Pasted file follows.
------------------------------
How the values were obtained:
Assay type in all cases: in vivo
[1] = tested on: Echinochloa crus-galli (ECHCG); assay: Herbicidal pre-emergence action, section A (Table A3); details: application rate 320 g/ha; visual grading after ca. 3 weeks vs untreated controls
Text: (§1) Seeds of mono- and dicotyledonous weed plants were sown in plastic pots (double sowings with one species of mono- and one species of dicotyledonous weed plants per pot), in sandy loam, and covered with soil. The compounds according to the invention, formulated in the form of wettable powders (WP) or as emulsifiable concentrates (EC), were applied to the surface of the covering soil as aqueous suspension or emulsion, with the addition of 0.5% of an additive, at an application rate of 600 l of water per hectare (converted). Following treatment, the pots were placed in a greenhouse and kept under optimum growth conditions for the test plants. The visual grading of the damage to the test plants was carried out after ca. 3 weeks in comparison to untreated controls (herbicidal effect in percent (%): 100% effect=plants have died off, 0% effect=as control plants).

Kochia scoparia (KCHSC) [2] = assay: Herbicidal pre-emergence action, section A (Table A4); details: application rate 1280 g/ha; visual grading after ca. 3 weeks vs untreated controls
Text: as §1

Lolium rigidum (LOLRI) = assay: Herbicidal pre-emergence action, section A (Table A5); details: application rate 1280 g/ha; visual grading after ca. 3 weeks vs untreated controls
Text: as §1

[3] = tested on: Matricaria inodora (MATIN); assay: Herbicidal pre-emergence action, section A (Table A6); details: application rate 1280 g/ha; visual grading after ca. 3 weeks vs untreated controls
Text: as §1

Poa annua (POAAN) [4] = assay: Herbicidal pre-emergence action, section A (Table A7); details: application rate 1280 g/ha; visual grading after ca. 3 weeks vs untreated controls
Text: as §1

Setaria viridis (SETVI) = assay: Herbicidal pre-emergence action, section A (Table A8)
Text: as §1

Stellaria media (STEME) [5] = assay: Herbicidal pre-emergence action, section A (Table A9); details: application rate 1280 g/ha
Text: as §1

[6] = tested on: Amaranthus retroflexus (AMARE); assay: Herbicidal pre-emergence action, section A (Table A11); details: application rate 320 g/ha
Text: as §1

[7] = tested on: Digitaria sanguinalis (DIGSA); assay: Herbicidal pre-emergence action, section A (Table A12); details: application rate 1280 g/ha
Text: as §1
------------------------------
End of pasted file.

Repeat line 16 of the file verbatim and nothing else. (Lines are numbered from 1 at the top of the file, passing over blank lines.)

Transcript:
Text: as §1